If you're always arguing about not having quality time, I have an easy fix for you. I obviously can't buy you any more hours in the day, but I can give you some tips to make the hours you do have (or minutes) feel more meaningful. First of all, you need to put your phones away. Sitting together on the couch or in bed while you're both on your phones is ignoring each other in close proximity, not spending time together. Next, you need to do little things to make the moments you have together count. Ask about each other's days. Kiss and show affection. Really listen when the other is talking, and respond like you understand and care. Even if you can't, for whatever reason, carve out a date night, you always have a few minutes each day that you can use to really connect instead of just passing each other by.

4. You Hate Each Other's Friends

Word. I feel you. My wife has some pretty obnoxious friends, but I just don't talk to them. When I do have to talk to them, I'm polite and I try my best to have fun. Not because I'm two-faced, but out of respect for my partner. And because I have manners. No partner has the right to make you give up your friends, especially the ones that have been around longer than you have. But that doesn't mean you have to endure their foolishness either. Avoid them when you can, and hold your tongue when you can't avoid them. Don't talk trash about them to your partner. Expect your partner to do the same for you when it comes to your friends. It's the best you can ask for.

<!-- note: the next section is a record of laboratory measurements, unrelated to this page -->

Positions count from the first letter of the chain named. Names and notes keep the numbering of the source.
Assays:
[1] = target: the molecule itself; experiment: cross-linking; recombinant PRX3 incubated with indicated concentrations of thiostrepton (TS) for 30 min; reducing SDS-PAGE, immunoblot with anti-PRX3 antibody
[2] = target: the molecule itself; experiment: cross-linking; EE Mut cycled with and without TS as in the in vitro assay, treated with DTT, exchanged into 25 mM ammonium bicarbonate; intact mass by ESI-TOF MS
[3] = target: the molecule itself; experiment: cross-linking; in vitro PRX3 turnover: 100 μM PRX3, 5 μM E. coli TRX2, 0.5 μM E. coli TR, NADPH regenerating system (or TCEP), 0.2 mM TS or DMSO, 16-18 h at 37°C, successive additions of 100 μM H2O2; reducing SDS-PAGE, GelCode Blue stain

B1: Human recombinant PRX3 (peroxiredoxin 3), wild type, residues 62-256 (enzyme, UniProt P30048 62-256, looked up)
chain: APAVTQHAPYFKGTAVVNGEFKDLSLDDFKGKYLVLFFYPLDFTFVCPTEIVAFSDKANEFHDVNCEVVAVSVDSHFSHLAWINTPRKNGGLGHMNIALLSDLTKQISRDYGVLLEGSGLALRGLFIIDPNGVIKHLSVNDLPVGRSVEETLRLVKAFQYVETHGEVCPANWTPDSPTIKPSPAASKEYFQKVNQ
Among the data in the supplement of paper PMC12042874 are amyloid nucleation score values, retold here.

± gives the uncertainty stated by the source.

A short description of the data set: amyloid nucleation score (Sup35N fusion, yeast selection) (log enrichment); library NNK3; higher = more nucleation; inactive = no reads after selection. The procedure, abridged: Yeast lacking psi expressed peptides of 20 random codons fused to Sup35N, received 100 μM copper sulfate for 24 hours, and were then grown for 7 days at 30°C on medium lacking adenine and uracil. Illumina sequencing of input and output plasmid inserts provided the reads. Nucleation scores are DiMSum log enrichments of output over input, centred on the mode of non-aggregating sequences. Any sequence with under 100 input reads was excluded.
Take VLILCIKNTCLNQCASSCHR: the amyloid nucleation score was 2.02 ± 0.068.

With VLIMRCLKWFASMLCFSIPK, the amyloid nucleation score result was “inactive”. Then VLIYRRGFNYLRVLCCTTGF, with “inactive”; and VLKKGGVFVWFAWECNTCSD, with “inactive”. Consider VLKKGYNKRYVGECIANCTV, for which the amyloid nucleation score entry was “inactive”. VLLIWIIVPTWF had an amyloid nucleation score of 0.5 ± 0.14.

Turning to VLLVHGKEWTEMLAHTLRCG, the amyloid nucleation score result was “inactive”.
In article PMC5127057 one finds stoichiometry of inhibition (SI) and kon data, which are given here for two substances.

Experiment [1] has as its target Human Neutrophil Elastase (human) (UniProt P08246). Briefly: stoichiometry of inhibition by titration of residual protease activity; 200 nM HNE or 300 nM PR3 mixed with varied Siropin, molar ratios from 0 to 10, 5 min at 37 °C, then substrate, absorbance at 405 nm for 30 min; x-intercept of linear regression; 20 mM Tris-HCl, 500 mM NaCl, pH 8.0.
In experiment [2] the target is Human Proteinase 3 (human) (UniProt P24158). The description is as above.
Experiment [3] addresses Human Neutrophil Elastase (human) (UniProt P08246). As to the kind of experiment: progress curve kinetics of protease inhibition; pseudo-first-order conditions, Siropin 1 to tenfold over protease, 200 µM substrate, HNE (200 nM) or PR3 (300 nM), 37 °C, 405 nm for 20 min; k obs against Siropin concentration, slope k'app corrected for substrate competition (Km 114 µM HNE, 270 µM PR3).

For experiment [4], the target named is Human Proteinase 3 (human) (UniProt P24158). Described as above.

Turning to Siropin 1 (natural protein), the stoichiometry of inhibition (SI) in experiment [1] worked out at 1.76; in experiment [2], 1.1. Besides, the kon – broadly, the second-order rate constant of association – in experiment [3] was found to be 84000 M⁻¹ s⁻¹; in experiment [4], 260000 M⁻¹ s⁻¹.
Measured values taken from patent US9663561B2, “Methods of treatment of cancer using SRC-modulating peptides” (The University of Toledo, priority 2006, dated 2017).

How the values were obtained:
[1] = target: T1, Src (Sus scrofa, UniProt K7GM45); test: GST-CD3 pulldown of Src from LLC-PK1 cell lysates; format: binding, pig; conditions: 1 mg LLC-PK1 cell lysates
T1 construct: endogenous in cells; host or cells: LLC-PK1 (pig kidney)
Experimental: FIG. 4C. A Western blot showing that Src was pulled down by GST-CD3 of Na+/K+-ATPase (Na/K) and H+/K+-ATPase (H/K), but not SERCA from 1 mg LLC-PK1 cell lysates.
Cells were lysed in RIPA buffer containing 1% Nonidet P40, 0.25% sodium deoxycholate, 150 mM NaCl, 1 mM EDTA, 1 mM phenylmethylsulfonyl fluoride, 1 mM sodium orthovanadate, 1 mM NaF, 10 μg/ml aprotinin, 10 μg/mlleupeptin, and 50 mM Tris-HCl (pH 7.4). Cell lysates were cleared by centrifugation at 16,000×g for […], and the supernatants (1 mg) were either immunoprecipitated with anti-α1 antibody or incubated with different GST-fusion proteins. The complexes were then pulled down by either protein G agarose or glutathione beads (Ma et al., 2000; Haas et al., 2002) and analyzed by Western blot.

5. You Don't Do Equal Housework

There's nothing worse than feeling like a maid. Housework is a really common thing to squabble about. And often the arguments aren't about the chores, their about fairness, respecting each other's time, and equality. Trust me when I say that two people can have completely different concepts of "clean." I can think the house looks great, and therefore spend my free time painting my nails, while my more particular wife can feel frustrated by everything she sees that needs done. The best way to get past these kinds of impasses is to be clear about your expectations. Everyone needs a certain type of clean in order to feel comfortable and relax (even if your type is "not clean at all" and everyone deserves to be able to relax in their own homes. Communication is key, but so is compromise. A really neat partner might need to learn to live with a little bit of clutter, and a messier partner might have to work at being tidier. That's just part of the work of being in a relationship. If all else fails, assign duties so it's clear who needs to be doing what, and when. Can't disagree if it's in black and white on a chart.

Now that your relationship toolbox is filled with fixes to the more common relationship arguments, you're ready to roll up your sleeves and do the hard work of compromising and communicating until you get to a place you're both happy with. Because happiness is the goal, right? At least, most of the time, anyway.